Scott Henson: Right. One of the things that the smaller units are supposed to do to help actually prevent instead of catch, because that is really what they did in 2007 and 2009 is they put in sort of after-the-fact systems that if something happens, the ombudsman will catch it, that the camera will catch it and then we can prosecute. They set up new systems. Remember that DA wouldn’t prosecute for so long. He just didn’t prosecute JCOs for anything, and so they had to finally get the AG to come in and do it, and there wasn’t really a law for that.

It seems like some of those post hoc things have been fixed, but it's the preventive piece, and a lot of that is just about staffing and having enough warm bodies there that are skilled and trained to deal with troubled youth.

Brandi Grissom: That’s exactly right.

Scott Henson: They have the highest turnover of any agency in the state, I believe. It's around 40%.

Brandi Grissom: I'm not sure what agency-wide the number is, but-

Scott Henson: JCOs, I'm ... Yeah.

Brandi Grissom: At Gainesville, the turnover rate is the highest among the five units, and that was 39%. But not a single one of the units had a turnover rate that was less than over 20%. They're all experiencing huge amounts of turnover. The problem, of course, that that creates is that the people who are there are inexperienced. They're constantly having to train a new crop of JCOs, and the youths know that, so they're easily able to take advantage of the inexperience of the JCOs. Then, also because the turn is so high and they're so anxious to find people, there's questionable quality of the kinds of employees that they're able to find.

Scott Henson: And you're just out there in the middle of nowhere. You’ve just been to Gainesville. Tell us about Gainesville. Are they attracting large numbers of potential employees there?

Brandi Grissom: Well, I didn’t actually get to go to Gainesville for the story, but what the numbers show is clear that they're not.

Scott Henson: Right. It's a tiny place, and there's simply not the sort of services around that you need for troubled youth that you might have if they were closer to the-

Brandi Grissom: If it's any indication, there were 160 people who left or were otherwise fired from Gainesville alone in the year and a half.

Scott Henson: Wow.

Brandi Grissom: That’s an incredible number.

Scott Henson: That is an incredible number. Where do we go from here? It's like we're having this déjà vu moment, and yet, a lot of the same legislators are even still here in charge of some of these systems, Harold Dutton in the House or John Whitmire in the Senate. We've been through this once already, and so what options are there to try and do this differently or better, because obviously we didn’t solve the problem 10 years ago?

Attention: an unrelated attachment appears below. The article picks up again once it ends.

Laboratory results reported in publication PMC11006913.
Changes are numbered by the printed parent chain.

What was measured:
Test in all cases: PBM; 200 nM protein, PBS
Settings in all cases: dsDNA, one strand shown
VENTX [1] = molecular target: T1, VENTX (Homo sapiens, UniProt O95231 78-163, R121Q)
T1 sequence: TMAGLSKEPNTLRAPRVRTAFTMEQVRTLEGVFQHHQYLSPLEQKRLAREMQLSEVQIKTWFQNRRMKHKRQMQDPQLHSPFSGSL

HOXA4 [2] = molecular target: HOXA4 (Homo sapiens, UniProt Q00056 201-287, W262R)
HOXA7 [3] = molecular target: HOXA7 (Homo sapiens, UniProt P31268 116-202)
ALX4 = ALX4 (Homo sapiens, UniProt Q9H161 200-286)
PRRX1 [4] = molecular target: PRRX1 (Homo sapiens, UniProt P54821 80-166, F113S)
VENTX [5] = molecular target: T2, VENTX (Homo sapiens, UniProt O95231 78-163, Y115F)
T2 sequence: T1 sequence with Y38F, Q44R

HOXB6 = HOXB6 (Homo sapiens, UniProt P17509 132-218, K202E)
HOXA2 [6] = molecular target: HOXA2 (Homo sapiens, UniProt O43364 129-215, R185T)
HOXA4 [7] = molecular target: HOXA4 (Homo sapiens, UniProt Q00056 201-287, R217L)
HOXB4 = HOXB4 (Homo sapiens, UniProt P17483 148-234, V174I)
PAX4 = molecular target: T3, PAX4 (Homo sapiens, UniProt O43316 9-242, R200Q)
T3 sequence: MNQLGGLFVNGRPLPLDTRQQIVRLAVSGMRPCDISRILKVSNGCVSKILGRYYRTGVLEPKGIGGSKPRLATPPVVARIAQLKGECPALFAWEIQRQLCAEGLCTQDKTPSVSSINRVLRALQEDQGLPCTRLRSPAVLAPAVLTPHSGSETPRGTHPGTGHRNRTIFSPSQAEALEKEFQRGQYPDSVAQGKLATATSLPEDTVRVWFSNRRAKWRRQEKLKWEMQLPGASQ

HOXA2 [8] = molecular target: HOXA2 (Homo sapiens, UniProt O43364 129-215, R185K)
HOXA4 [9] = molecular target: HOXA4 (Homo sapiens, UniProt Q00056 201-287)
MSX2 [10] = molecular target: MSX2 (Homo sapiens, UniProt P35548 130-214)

Brandi Grissom: I think the advocates who I spoke with said, "You know, when we went through this in 2007, lawmakers made a good start at this overhaul, but then they just stopped so we got down to where we are now with five of these units, but they're still out in far-flung areas. They're still these sprawling secure facilities that really are not conducive to the kind of rehabilitation that youths really need."

Lawmakers started this move toward the smaller home-like settings, making sure that kids are staying in their communities that are closer to families, closer to urban areas where they have access to resources that they need, but the advocates will say that they didn’t finish the job. To them, finishing the job means closing down the rest of these facilities and really making a transition to home-like settings where kids can get the kind of access to sources that will really help them to rehabilitate, because they're still young and their brains are still forming. If at any opportunity we might have the chance to fix these kids' lives and help them get on track, now is it.

Scott Henson: I think that’s right. The one thing I would add to that is that 10 years ago, one of the really good things they did, the legislature did, was to create something called a blue-ribbon panel where they really did get some of the top minds, not just in Texas but in the country, to come in and advise them and do a big report on how they should do these reforms. They had this enormous laundry list. I recently looked at it again. After I saw your story, I pulled it back up to remind myself sort of, okay, well, what did we and didn’t we do? They had dozens and dozens of recommendations, and they did implement quite a few, but when they got to the ones that you're talking about, about the smaller facilities closer to urban areas, it just stops. Then there's a big part of the list that just no, no, no, no.

Brandi Grissom: Yeah.

Scott Henson: Just to give listeners a little refresher, the blue-ribbon panel had recommended that we shift to something called the Missouri model, which is smaller units, all under 48 beds or less, with higher staffing ratios, and basically more treatment and occupational opportunities and training and all sorts of things that you're just not going to be able to give them out in Gainesville.

Brandi Grissom: Right.

Scott Henson: We did have sort of a blueprint for this, and it was, frankly, a money issue as to why they didn’t do that. Someone would have to fork over and pay for it, and-

Brandi Grissom: Well, I think you're right. It's a money issue, but it's also a political will issue, because in order to do that, they have to close down the rest of these facilities, and in some of these small, rural towns where the facilities exist, the local economy relies on those facilities to continue operating. Shutting them down will be a big political fight for the lawmakers who live in those areas. We saw it happen with the ones that have shut down. Remember what a big fiasco it was with Corsicana when that shut down.

Scott Henson: That’s right.

Brandi Grissom: It's not something that lawmakers really want to jump into, and it's going to require a lot of political fighting if it's going to get done.

Scott Henson: Well, that is probably a good note to end this on, or a depressing note to end it on, I should say.

Brandi Grissom: Sad, but true.